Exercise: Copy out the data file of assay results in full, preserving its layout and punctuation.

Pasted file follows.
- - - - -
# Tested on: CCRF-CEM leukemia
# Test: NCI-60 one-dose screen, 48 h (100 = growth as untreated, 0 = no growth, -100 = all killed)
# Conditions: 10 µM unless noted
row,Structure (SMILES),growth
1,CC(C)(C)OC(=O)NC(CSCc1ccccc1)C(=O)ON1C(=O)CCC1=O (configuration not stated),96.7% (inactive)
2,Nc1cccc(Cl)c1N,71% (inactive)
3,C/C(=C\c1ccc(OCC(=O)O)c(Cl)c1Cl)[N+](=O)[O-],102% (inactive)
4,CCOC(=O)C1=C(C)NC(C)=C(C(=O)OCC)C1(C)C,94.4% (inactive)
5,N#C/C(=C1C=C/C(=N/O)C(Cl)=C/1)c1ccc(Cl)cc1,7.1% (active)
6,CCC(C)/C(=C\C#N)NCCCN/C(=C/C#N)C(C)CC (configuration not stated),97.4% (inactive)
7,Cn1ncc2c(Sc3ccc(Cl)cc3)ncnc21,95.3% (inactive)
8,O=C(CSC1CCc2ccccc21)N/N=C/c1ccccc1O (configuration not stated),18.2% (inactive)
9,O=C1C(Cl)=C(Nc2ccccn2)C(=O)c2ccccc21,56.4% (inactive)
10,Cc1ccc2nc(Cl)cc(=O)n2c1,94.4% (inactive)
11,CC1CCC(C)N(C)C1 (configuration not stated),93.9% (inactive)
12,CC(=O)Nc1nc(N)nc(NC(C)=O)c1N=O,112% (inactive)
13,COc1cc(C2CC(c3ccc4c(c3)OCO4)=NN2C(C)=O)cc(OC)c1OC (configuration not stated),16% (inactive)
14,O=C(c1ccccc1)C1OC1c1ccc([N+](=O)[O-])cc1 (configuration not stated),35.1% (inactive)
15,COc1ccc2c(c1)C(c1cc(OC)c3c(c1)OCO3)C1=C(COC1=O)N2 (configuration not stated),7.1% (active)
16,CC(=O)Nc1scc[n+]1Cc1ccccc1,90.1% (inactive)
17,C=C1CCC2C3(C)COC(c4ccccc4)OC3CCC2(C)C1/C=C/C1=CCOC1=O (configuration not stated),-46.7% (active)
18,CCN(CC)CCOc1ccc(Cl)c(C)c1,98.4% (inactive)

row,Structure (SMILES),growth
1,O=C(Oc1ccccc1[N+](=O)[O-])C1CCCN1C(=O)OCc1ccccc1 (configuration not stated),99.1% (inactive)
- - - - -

# Tested on: CCRF-CEM leukemia
# Test: NCI-60 one-dose screen, 48 h (100 = growth as untreated, 0 = no growth, -100 = all killed)
# Conditions: 10 µM unless noted
row,Structure (SMILES),growth
1,CC(C)(C)OC(=O)NC(CSCc1ccccc1)C(=O)ON1C(=O)CCC1=O (configuration not stated),96.7% (inactive)
2,Nc1cccc(Cl)c1N,71% (inactive)
3,C/C(=C\c1ccc(OCC(=O)O)c(Cl)c1Cl)[N+](=O)[O-],102% (inactive)
4,CCOC(=O)C1=C(C)NC(C)=C(C(=O)OCC)C1(C)C,94.4% (inactive)
5,N#C/C(=C1C=C/C(=N/O)C(Cl)=C/1)c1ccc(Cl)cc1,7.1% (active)
6,CCC(C)/C(=C\C#N)NCCCN/C(=C/C#N)C(C)CC (configuration not stated),97.4% (inactive)
7,Cn1ncc2c(Sc3ccc(Cl)cc3)ncnc21,95.3% (inactive)
8,O=C(CSC1CCc2ccccc21)N/N=C/c1ccccc1O (configuration not stated),18.2% (inactive)
9,O=C1C(Cl)=C(Nc2ccccn2)C(=O)c2ccccc21,56.4% (inactive)
10,Cc1ccc2nc(Cl)cc(=O)n2c1,94.4% (inactive)
11,CC1CCC(C)N(C)C1 (configuration not stated),93.9% (inactive)
12,CC(=O)Nc1nc(N)nc(NC(C)=O)c1N=O,112% (inactive)
13,COc1cc(C2CC(c3ccc4c(c3)OCO4)=NN2C(C)=O)cc(OC)c1OC (configuration not stated),16% (inactive)
14,O=C(c1ccccc1)C1OC1c1ccc([N+](=O)[O-])cc1 (configuration not stated),35.1% (inactive)
15,COc1ccc2c(c1)C(c1cc(OC)c3c(c1)OCO3)C1=C(COC1=O)N2 (configuration not stated),7.1% (active)
16,CC(=O)Nc1scc[n+]1Cc1ccccc1,90.1% (inactive)
17,C=C1CCC2C3(C)COC(c4ccccc4)OC3CCC2(C)C1/C=C/C1=CCOC1=O (configuration not stated),-46.7% (active)
18,CCN(CC)CCOc1ccc(Cl)c(C)c1,98.4% (inactive)

row,Structure (SMILES),growth
1,O=C(Oc1ccccc1[N+](=O)[O-])C1CCCN1C(=O)OCc1ccccc1 (configuration not stated),99.1% (inactive)